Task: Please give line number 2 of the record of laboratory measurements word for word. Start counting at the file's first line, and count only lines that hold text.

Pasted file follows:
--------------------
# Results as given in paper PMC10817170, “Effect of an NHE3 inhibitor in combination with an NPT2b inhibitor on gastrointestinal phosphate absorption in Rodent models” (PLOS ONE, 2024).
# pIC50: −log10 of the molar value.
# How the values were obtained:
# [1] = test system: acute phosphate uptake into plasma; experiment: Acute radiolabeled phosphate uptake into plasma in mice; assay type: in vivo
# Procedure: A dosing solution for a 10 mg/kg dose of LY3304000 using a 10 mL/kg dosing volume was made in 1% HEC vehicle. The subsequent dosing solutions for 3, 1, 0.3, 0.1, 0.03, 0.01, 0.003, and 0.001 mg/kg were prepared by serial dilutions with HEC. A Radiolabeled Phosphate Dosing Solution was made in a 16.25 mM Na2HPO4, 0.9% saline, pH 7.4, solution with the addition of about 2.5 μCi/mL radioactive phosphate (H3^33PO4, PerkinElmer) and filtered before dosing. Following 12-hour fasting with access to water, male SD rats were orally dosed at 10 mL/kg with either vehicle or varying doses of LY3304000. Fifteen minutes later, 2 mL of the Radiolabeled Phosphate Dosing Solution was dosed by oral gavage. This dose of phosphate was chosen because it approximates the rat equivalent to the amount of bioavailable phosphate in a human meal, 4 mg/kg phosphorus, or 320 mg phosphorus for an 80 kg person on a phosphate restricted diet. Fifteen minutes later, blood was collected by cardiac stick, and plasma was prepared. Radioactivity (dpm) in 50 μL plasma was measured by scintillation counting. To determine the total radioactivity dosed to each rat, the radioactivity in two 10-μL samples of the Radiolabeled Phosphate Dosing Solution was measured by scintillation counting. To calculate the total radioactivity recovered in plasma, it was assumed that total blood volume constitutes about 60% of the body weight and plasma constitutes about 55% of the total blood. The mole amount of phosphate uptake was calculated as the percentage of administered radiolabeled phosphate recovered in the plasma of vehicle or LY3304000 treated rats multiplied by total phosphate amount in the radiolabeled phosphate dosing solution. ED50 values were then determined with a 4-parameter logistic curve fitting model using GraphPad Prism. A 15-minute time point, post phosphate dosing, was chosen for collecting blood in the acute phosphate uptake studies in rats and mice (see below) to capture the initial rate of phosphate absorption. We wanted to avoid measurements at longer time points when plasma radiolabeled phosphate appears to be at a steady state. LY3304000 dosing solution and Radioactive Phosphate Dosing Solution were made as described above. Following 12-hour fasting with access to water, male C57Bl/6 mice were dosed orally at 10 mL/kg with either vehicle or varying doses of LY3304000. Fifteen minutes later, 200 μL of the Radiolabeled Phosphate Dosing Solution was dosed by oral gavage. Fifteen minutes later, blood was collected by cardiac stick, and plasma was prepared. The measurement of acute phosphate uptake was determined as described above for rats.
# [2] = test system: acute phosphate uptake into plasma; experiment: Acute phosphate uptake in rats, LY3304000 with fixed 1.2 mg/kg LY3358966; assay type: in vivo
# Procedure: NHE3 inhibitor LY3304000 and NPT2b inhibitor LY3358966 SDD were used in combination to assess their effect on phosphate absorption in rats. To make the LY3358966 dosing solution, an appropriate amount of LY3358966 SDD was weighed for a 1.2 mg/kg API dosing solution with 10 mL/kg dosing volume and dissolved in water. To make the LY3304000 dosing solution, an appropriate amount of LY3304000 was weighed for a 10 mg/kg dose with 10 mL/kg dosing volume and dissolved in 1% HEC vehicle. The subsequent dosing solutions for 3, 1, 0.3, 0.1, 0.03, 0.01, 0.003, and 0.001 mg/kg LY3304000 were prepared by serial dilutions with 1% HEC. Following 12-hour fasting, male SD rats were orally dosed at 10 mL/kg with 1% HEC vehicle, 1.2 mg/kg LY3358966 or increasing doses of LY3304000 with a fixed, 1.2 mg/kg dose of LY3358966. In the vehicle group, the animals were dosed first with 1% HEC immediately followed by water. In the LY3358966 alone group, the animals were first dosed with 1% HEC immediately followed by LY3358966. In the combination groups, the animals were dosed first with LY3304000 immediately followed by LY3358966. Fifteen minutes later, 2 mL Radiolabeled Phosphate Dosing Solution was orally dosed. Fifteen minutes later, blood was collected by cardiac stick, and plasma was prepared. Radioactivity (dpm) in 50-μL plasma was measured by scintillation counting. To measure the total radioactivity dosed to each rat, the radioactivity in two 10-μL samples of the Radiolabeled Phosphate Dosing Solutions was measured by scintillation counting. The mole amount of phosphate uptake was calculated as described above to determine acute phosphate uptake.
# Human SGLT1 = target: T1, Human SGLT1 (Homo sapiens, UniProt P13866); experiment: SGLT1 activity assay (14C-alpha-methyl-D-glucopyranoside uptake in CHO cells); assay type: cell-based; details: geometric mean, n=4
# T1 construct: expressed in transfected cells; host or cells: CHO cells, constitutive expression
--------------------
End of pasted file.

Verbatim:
# pIC50: −log10 of the molar value.